Deja Vu: A Look Back At The Last Shutdowns, In Photos

Dave Glass (right), a federal government computer assistant, and about 100 other furloughed Social Security Administration workers gather at the Arthur J. Altmeyer Building in Woodlawn, Md., on Dec. 26, to protest the temporary government shutdown.
Gary Sussman AP

Originally published on Fri September 27, 2013 1:03 pm

With the possibility of a federal government shutdown looming on the horizon, we decided to take a look back in photographs at the last time the government closed its doors.

On Nov. 13, 1995, with a midnight shutdown almost inevitable, the Dow Jones Industrial Average dropped due to lack of confidence in the U.S. government. People flocked to passport offices, not knowing the next time they would be able to get one.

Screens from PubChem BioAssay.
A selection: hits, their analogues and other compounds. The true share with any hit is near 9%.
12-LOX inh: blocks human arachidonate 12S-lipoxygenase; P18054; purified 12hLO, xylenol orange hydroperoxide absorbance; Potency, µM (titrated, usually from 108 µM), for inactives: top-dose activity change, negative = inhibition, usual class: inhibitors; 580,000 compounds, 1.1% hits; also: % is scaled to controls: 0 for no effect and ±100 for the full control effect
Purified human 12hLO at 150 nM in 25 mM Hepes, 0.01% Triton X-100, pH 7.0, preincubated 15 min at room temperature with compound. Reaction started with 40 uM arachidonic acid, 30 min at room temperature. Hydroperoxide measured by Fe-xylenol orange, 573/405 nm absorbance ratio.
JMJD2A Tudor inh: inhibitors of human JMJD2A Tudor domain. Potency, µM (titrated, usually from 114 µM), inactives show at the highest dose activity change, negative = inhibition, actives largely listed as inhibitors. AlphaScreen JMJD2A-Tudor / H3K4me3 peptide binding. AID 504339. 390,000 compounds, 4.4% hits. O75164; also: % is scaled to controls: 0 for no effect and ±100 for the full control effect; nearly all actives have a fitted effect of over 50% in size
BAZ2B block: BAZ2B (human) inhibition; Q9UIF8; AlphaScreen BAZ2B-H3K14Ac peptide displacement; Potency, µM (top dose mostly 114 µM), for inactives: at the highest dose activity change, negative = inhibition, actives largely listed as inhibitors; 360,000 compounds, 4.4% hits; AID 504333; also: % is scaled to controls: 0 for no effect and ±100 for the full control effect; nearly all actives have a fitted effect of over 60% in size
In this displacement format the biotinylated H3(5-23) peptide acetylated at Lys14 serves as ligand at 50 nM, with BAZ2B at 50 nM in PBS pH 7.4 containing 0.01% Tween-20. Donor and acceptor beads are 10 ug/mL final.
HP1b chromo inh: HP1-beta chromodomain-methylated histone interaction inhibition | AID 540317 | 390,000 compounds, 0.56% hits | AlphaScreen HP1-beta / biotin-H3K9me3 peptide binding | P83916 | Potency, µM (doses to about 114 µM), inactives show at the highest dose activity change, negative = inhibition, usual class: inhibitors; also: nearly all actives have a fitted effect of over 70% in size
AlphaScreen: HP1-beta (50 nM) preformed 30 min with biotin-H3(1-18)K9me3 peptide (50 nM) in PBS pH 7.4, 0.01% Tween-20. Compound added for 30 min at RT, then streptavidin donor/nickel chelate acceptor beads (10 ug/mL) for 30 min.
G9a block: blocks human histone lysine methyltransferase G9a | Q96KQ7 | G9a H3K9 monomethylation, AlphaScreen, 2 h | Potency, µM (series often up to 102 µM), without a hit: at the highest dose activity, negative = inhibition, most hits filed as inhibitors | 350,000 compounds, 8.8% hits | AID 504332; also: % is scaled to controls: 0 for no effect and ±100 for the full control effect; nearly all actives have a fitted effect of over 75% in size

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The Two-Way
10:44 am
Fri September 27, 2013

VIDEO: Yankees Great Mariano Rivera Bids A Tearful Goodbye

New York Yankees relief pitcher Mariano Rivera tips his cap in the ninth inning of his final appearance in a baseball game at Yankee Stadium, against the Tampa Bay Rays on Thursday.
Kathy Willens ap

The announcers kept quiet, so we won't say much either.

There's video here of what it was like Thursday night at Yankee Stadium when pitcher Mariano Rivera, considered by most experts to be the greatest "closer" in Major League Baseball history, threw his final pitch before heading off into retirement. He shed several tears, as you'll see.

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Marian McPartland's Piano Jazz
10:33 am
Fri September 27, 2013

Eliane Elias On Piano Jazz

Eliane Elias.
Tom LeGoff Courtesy of the artist